score:10

Ok. I will assume you have two classes. First we will have your Client class:

@Singleton // this is not necessary, I put it here so you know this is possible
class Client @Inject() (ws:WSClient, baseUrl: String) {

    // Since this controller is not annotated with @Inject
    // it WILL NOT be used when binding components
    def this(ws:WSClient) = this(ws, "<url string>")

    def getResponse() = {
        // do something using ws object
    }
}

Then you have another class that uses Client, per instance, a controller:

class MyController @Inject() (client: Client) extends Controller {

    def someAction = Action {
        // do something with client object
    }

}

The main point here is that the controller did not need to create a Client instance. It was automatically injected by Guice.

Moreover, your client class needs a baseUrl and there is no place telling Play which value is needed there. If this is a configuration, than you can do something like this:

import play.api.Configuration

class Client @Inject() (ws:WSClient, configuration: Configuration) {

    def getResponse() = {
        val baseUrl = configuration.getString("key.to.baseUrl")
        // do something using ws object and baseUrl
    }
}

But, if you really want your Client object to receives a String, then we need to tell Play which String needs to be injected:

package com.acme.modules

import com.google.inject.AbstractModule
import com.google.inject.name.Names

class MyModule extends AbstractModule {
  def configure() = {
    bind(classOf[String])
      .annotatedWith(Names.named("baseUrl")) // attention to the name here. It will be used below
      .toInstance("http://api.example.com/")
  }
}

And then enable this module by adding the following line to your application.conf:

play.modules.enabled += "com.acme.modules.MyModule"

After that, we will change Client to be specific about which String it is expecting:

import play.api.Configuration

// @Named needs to receive the same value defined at the module class.
class Client @Inject() (ws:WSClient, @Named("baseUrl") baseUrl: String) {

    def getResponse() = {
        val baseUrl = configuration.getString("key.to.baseUrl")
        // do something using ws object and baseUrl
    }
}

Update after question edit:

Give the structure you want/need:

Controller Action --> Determine Plugins to Execute --> Execute Plugins ---> Plugin1

Your code can also follow that path with classes like this:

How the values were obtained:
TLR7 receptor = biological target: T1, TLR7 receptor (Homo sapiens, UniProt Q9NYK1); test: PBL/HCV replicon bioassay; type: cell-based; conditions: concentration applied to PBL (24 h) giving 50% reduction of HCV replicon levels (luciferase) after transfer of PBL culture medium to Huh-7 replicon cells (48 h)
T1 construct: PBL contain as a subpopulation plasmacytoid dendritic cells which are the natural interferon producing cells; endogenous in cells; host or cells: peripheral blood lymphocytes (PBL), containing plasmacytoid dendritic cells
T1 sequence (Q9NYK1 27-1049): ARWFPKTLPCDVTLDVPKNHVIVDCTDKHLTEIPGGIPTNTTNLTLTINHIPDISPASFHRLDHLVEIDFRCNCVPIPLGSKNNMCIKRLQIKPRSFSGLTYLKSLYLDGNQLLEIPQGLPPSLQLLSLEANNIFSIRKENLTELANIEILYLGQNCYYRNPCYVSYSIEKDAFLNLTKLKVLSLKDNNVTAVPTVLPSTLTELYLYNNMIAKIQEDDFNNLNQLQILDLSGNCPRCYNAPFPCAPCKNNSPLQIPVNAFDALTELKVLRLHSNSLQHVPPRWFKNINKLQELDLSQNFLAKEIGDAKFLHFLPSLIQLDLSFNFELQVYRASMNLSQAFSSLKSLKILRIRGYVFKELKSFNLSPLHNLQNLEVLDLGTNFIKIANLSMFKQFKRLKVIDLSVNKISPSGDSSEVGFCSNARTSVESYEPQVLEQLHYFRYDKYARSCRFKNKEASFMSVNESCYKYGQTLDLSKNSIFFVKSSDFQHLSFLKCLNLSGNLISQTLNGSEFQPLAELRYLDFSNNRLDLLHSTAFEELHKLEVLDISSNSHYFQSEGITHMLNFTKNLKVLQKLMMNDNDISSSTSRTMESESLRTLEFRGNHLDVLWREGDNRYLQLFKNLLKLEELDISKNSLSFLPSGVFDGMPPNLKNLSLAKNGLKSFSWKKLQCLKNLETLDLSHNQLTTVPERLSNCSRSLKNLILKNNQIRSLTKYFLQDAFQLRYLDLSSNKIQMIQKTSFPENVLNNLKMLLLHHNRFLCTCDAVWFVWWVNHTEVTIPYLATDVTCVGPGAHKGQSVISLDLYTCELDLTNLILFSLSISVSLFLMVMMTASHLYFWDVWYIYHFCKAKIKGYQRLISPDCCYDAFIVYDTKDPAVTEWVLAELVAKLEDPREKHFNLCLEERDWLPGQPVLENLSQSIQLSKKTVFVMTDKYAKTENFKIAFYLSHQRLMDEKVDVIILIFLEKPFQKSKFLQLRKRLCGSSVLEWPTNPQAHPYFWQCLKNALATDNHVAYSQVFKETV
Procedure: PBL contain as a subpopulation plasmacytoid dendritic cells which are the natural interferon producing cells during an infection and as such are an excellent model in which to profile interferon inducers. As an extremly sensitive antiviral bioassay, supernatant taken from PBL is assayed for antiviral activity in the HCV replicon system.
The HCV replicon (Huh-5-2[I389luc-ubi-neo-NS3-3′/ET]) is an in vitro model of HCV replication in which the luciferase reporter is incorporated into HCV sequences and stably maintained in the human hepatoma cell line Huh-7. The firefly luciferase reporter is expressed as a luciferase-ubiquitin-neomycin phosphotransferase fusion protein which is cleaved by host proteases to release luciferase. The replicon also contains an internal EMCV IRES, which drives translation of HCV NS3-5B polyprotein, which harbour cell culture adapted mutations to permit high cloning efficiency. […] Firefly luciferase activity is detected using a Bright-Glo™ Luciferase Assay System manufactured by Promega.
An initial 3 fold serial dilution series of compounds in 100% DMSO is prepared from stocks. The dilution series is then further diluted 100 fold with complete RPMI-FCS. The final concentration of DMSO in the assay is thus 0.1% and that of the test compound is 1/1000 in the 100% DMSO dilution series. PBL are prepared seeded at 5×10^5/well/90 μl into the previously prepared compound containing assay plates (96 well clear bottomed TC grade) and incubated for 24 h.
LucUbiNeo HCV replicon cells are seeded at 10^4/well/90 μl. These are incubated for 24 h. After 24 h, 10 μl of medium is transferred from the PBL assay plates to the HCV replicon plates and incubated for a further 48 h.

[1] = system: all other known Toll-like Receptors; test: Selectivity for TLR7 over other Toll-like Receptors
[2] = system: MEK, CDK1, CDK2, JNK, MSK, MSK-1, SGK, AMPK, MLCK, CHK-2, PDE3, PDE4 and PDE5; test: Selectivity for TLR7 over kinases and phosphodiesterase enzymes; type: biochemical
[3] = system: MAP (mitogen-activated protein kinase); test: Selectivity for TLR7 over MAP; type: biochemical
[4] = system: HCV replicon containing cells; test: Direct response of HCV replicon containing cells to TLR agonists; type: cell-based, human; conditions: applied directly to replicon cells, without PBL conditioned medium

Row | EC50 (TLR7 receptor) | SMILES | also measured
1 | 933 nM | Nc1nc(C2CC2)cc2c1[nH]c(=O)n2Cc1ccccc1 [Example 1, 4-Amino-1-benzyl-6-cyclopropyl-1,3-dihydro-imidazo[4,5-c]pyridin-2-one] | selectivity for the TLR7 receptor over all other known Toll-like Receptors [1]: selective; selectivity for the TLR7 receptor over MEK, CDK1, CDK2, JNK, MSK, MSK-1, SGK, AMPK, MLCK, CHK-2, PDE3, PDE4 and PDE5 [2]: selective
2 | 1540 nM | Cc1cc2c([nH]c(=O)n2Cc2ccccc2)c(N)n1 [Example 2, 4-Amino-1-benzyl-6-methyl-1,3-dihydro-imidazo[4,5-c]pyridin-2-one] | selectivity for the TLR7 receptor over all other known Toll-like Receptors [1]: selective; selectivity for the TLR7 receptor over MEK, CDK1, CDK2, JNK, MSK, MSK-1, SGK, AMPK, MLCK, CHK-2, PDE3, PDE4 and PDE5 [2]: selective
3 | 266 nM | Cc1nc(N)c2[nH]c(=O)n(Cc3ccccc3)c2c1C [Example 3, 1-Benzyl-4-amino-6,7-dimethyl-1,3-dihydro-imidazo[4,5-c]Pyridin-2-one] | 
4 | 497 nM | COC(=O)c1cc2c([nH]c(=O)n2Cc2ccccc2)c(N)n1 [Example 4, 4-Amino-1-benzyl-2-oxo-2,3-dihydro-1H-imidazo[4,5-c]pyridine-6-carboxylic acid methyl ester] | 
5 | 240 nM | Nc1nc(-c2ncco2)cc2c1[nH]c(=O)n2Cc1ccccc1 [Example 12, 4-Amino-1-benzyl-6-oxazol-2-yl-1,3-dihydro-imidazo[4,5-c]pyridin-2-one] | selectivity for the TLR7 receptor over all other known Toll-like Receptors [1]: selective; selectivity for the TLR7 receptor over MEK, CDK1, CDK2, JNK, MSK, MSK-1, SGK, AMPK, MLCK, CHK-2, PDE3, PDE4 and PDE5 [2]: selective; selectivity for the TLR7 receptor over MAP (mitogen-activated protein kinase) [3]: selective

MyController -> PluginResolver -> Plugin
             -> PluginRunner ->

And, then, you can have:

Controller:

class MyController @Inject() (
    pluginResolver: PluginResolver,
    pluginRunner: PluginRunner
) extends Controller {

    def action = Action {
        val plugins = pluginsResolver.resolve(/* give a criteria to select plugins */)
        val someResultFromPluginsExecution = pluginsRunner.run(plugins)

        // map result from plugins execution to a play play.api.mvc.Result
        // return the play.api.mvc.Result
    }
}

Plugin classes:

import play.api.inject.Injector

class PluginResolver @Inject()(injector: Injector) {

    def resolve(/* some criteria to resolve plugins */): Seq[Plugin] = {
        val pluginsClasses = ... // find the necessary plugins based on the criteria
        pluginsClasses.map { pluginClass => injector.instanceOf(pluginClass) }
    }

}

// ExecutionContext is not really necessary, but maybe you want/need
// another thread pool to execute plugins
class PluginRunner @Inject()(implicit executionContext: ExecutionContext) {

    def run(plugins: Seq[Plugin]): Seq[PluginExecutionResult] = {
        // run the plugins
        // return the result
    }
}

trait Plugin {
    def execute(): PluginExecutionResult
}

The real magic here happens at the PluginResolver. It uses a play.api.inject.Injector to create plugins instances and then your plugins can use Dependency Injection. Per instance:

class PluginThatNeedsWSClient @Inject(wsClient: WSClient) extends Plugin {
    def execute(): PluginExecutionResult = {
        // Use wsClient to call a remote service
        // return the execution result
    }
}

Reference:

  1. Scala: Dependency Injection
  2. Scala: Play WS API
  3. play.api.inject.Injector

Related Query